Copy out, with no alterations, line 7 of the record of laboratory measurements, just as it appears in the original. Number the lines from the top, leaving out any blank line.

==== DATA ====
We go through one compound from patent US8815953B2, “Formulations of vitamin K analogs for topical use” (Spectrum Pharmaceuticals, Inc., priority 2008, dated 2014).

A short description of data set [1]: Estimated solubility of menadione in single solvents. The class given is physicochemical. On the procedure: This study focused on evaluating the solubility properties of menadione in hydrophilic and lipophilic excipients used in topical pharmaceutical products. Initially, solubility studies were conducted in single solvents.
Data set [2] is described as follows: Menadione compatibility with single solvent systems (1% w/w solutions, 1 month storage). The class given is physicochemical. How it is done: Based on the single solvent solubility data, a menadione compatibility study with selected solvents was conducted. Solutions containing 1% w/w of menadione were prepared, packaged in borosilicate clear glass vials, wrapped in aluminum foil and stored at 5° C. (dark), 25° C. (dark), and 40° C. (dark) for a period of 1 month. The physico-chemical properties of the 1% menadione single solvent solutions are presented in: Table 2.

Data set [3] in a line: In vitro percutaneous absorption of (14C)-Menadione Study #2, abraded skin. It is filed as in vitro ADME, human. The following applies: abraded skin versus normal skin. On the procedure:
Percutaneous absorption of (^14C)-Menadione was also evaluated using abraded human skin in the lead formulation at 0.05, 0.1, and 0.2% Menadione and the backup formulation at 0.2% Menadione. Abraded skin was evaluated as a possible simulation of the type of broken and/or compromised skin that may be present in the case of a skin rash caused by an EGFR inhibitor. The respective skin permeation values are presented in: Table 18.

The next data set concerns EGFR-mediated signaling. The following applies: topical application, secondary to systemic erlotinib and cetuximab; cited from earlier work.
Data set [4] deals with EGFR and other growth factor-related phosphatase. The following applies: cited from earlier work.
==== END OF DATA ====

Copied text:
Data set [4] deals with EGFR and other growth factor-related phosphatase. The following applies: cited from earlier work.